"More coffee, Hun?" I ask him after summoning the courage to go over again.  I didn't expect him to say anything this time, he never does.  All he does is sit near the window and sip at his coffee whilst staring at the people passing by.  I wonder what he spends all those hours thinking about.  Once in a while his phone rings and he runs off without a word.  He always leaves me a tip though, I like that.

I fill his cup without him so much as acknowledging my presence, and go back behind the counter to clean-up whilst it's quiet.  I'd take his lack of awareness personally with any old deadbeat who wanders in here, but with him it's different.  It's as if he's holding on to a single thought so he doesn't forget it, that what he has on his mind is so important that he can't let it go for a second.  When his thoughts are that meaningful, who am I to try to drag him out of them?  

I wonder what his life is like, where he lives...who he's with.  For a start I've never seen anything like the clothes he wears.  He stands out like a sore thumb round here, but always seems to just fade into the background at the same time.  He's been coming in here for months, and I don't even know his name.    

"I don't pay you to stand around, princess." Barry scornfully whispers in my ear, barrelling into my thoughts and ruining them like a dust-storm obliterating an oasis.  I take my cue and ask my regulars, an elderly couple Mr and Mrs Harris, if they'd like another drink.

"Oh please, dear." the old woman replies. "We'd like the biggest chocolate milkshake you can muster, it's our anniversary after all." she adds, proudly.  

I notice the old couple holding hands under the table, and whilst I'm happy for them and this sunshine on an otherwise dreary day, my heart sinks with...jealousy I suppose.

"Congratulations to you both, I'll be right back with your drink.  It's on me."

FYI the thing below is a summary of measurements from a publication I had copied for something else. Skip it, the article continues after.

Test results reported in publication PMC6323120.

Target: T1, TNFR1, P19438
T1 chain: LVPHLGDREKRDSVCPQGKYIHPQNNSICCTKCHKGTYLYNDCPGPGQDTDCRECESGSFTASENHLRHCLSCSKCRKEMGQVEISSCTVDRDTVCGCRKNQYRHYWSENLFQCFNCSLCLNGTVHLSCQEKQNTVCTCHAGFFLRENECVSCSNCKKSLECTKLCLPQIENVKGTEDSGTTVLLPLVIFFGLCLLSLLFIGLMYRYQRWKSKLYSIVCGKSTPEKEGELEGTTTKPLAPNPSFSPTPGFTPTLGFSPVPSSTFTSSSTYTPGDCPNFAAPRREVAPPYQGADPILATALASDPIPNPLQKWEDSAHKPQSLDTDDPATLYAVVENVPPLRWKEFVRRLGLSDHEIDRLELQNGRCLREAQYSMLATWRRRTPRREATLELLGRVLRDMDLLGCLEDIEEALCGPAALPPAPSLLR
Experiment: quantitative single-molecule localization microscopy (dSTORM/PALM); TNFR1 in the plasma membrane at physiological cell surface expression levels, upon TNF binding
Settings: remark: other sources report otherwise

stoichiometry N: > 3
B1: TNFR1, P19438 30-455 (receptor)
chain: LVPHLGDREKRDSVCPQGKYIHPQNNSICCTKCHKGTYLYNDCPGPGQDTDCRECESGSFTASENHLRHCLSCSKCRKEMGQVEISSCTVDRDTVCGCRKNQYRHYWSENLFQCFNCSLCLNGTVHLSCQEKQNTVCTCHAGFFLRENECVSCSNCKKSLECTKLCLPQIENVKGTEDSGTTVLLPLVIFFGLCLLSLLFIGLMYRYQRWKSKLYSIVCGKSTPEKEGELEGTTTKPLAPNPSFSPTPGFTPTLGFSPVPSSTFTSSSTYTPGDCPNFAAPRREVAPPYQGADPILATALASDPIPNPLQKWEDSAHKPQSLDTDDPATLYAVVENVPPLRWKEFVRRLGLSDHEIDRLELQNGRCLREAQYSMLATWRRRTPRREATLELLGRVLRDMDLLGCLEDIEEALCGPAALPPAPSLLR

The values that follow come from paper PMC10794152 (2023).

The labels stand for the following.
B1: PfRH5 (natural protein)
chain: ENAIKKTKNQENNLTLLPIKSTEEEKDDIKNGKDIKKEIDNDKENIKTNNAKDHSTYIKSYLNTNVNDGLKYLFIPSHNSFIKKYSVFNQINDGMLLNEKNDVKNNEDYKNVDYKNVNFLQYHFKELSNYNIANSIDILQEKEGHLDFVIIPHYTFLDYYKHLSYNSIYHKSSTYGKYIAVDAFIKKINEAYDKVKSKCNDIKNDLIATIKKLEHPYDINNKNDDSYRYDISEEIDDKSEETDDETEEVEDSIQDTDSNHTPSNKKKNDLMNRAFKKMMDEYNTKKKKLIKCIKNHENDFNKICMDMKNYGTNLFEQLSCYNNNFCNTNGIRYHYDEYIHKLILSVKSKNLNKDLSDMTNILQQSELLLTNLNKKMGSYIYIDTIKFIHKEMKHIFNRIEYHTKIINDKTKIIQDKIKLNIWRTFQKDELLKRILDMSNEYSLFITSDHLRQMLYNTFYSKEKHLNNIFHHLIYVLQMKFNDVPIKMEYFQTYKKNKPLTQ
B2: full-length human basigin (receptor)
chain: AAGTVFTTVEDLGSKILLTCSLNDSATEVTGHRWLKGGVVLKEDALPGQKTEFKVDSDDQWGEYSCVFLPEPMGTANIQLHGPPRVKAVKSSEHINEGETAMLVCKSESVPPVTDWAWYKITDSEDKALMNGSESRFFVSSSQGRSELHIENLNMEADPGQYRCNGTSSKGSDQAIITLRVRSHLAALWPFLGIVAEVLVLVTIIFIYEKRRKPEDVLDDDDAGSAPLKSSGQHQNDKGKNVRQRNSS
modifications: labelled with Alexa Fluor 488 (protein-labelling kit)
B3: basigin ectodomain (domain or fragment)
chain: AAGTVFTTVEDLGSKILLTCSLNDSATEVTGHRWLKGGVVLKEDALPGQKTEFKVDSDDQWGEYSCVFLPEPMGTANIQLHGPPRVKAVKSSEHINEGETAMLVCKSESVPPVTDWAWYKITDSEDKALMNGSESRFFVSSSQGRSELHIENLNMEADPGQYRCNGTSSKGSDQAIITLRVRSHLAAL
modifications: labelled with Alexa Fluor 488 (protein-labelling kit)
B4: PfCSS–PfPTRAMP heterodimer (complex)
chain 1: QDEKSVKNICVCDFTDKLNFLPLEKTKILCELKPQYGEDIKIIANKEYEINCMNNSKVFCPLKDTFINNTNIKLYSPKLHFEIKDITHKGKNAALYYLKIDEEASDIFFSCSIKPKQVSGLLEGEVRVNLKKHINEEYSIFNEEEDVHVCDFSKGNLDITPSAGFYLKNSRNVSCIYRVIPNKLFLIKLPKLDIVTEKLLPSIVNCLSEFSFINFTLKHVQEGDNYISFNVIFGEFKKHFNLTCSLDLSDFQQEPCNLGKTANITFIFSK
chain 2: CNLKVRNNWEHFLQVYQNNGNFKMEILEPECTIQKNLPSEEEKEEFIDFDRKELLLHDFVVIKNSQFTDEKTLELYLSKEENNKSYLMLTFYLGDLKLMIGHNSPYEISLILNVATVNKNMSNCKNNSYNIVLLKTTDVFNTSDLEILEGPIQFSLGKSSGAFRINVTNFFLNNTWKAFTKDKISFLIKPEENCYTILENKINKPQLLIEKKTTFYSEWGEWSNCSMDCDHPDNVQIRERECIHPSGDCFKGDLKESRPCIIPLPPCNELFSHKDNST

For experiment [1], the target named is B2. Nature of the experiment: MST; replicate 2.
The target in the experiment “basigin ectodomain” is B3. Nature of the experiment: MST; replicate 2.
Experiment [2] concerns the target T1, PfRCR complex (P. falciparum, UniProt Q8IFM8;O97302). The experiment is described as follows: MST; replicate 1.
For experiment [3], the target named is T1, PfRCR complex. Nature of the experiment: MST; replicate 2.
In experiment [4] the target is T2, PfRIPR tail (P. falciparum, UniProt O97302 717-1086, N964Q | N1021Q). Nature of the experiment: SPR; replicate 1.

After serving their milkshake I retreat back to behind the counter, happily letting my thoughts wander once again to distract me from my pettiness whilst I fill the sugar jars.

The vibrations of his ringing phone jolt me out of my thoughts instantly.

He answers the call seemingly agitated, and I find myself hoping that I've done nothing wrong.  He moves for the first time in hours and goes over to the window, looking up at the sky.  He seems anxious, tense.  I find myself walking over to him before even thinking of doing so.

"You ok, Hun?" I manage to ask under my breath like a complete moron with nothing better to say.  He doesn't respond and keeps his gaze fixed to the sky.  A moment later, the other customers join us at the window to see what we're both looking at.  Just as I begin to wonder if he's simply overly keen on rain storms, he begins to usher us all back away from the window.  I manage to sneak a glance at his eyes behind his ever-present glasses as I brush past him, following his gestures for everyone to get back.  They look exactly as I had imagined, but with added concern.  Something's wrong.

As everyone moves back whilst staring intently at the window, two people fall from the sky, followed by a man landing after looking as though he jumped from the roof.  He says something and runs away.  A frenzied rush of panic sweeps over the customers as they run away from the window upon witnessing the bodies fall, knocking Mrs Harris over in the process.  There have been so many lately I immediately think it's a mugging taking place right outside, and run to the counter to get the first-aid kit just in case it spills off the street, and into the diner.  I go to a screaming baby first and give it a hug to calm it down whilst the mother looks on, shocked by the sudden flurry of motion.  The sound of gunshots from down the street reaches the room, and the customers dive under the tables, terrified.  I hand the baby back to its mother and urge them both to do the same.  Shuffling over on my hands and knees to Mr and Mrs Harris to help them under their table, I notice him flying out through the door.  

I want to go with him.  I want to know what's going on.  The swelling urge to run after him is as strong as my desire to leave the diner and never come back.  Reality strikes me in the split-second he's still in sight, and all I can do is shout something stupid after him, perhaps hoping that he'll stop and...I don't know - take me away - silly really.